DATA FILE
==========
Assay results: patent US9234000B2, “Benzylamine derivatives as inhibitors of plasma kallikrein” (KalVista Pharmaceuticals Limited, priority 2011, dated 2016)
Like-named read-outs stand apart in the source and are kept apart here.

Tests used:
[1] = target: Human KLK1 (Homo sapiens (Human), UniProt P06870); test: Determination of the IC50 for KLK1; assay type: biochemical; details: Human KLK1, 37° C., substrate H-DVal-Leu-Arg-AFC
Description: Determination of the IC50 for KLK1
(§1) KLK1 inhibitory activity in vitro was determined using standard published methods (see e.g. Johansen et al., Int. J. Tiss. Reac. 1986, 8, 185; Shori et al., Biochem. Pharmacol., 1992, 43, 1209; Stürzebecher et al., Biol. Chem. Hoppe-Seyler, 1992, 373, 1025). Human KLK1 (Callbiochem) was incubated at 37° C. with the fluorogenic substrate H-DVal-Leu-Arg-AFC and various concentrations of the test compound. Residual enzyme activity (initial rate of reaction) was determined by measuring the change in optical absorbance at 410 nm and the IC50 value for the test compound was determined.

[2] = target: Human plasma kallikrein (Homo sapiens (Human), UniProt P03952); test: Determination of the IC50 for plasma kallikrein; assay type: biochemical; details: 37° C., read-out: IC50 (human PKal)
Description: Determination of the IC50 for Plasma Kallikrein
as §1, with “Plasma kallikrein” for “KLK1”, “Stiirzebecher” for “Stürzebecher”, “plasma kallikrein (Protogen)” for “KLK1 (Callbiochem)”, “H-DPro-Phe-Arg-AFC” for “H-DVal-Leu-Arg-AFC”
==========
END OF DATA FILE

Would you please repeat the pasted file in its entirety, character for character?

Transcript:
Assay results: patent US9234000B2, “Benzylamine derivatives as inhibitors of plasma kallikrein” (KalVista Pharmaceuticals Limited, priority 2011, dated 2016)
Like-named read-outs stand apart in the source and are kept apart here.

Tests used:
[1] = target: Human KLK1 (Homo sapiens (Human), UniProt P06870); test: Determination of the IC50 for KLK1; assay type: biochemical; details: Human KLK1, 37° C., substrate H-DVal-Leu-Arg-AFC
Description: Determination of the IC50 for KLK1
(§1) KLK1 inhibitory activity in vitro was determined using standard published methods (see e.g. Johansen et al., Int. J. Tiss. Reac. 1986, 8, 185; Shori et al., Biochem. Pharmacol., 1992, 43, 1209; Stürzebecher et al., Biol. Chem. Hoppe-Seyler, 1992, 373, 1025). Human KLK1 (Callbiochem) was incubated at 37° C. with the fluorogenic substrate H-DVal-Leu-Arg-AFC and various concentrations of the test compound. Residual enzyme activity (initial rate of reaction) was determined by measuring the change in optical absorbance at 410 nm and the IC50 value for the test compound was determined.

[2] = target: Human plasma kallikrein (Homo sapiens (Human), UniProt P03952); test: Determination of the IC50 for plasma kallikrein; assay type: biochemical; details: 37° C., read-out: IC50 (human PKal)
Description: Determination of the IC50 for Plasma Kallikrein
as §1, with “Plasma kallikrein” for “KLK1”, “Stiirzebecher” for “Stürzebecher”, “plasma kallikrein (Protogen)” for “KLK1 (Callbiochem)”, “H-DPro-Phe-Arg-AFC” for “H-DVal-Leu-Arg-AFC”